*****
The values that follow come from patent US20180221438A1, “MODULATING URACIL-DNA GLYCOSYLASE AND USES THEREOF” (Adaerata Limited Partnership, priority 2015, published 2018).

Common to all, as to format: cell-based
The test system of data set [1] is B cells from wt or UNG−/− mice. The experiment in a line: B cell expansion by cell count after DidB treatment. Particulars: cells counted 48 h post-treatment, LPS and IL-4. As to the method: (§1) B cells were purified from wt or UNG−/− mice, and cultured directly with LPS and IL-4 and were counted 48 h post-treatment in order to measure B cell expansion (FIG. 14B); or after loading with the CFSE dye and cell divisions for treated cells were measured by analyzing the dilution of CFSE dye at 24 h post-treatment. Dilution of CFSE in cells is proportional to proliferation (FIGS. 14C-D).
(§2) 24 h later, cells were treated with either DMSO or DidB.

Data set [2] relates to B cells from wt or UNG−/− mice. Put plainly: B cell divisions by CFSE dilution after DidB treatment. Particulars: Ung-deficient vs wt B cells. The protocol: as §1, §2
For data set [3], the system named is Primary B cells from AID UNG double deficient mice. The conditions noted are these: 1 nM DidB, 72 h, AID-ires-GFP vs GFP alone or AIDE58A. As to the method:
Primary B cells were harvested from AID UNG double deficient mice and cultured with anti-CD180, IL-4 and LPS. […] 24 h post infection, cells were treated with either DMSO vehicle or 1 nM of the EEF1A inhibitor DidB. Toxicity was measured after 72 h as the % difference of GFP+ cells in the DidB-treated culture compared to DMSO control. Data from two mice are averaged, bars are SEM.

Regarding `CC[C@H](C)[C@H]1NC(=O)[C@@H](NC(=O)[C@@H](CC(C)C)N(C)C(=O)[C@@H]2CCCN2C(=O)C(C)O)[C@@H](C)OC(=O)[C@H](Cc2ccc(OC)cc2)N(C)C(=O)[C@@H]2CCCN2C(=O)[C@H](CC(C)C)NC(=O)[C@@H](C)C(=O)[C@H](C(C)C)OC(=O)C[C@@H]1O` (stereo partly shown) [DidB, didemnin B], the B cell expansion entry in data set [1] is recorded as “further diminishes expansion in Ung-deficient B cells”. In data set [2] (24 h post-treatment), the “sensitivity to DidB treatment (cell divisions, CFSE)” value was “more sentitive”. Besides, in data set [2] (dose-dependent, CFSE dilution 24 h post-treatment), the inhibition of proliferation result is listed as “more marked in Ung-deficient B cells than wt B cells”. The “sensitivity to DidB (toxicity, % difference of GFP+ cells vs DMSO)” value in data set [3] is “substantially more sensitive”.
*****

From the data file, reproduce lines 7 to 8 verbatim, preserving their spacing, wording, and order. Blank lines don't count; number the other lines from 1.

Primary B cells were harvested from AID UNG double deficient mice and cultured with anti-CD180, IL-4 and LPS. […] 24 h post infection, cells were treated with either DMSO vehicle or 1 nM of the EEF1A inhibitor DidB. Toxicity was measured after 72 h as the % difference of GFP+ cells in the DidB-treated culture compared to DMSO control. Data from two mice are averaged, bars are SEM.

Regarding `CC[C@H](C)[C@H]1NC(=O)[C@@H](NC(=O)[C@@H](CC(C)C)N(C)C(=O)[C@@H]2CCCN2C(=O)C(C)O)[C@@H](C)OC(=O)[C@H](Cc2ccc(OC)cc2)N(C)C(=O)[C@@H]2CCCN2C(=O)[C@H](CC(C)C)NC(=O)[C@@H](C)C(=O)[C@H](C(C)C)OC(=O)C[C@@H]1O` (stereo partly shown) [DidB, didemnin B], the B cell expansion entry in data set [1] is recorded as “further diminishes expansion in Ung-deficient B cells”. In data set [2] (24 h post-treatment), the “sensitivity to DidB treatment (cell divisions, CFSE)” value was “more sentitive”. Besides, in data set [2] (dose-dependent, CFSE dilution 24 h post-treatment), the inhibition of proliferation result is listed as “more marked in Ung-deficient B cells than wt B cells”. The “sensitivity to DidB (toxicity, % difference of GFP+ cells vs DMSO)” value in data set [3] is “substantially more sensitive”.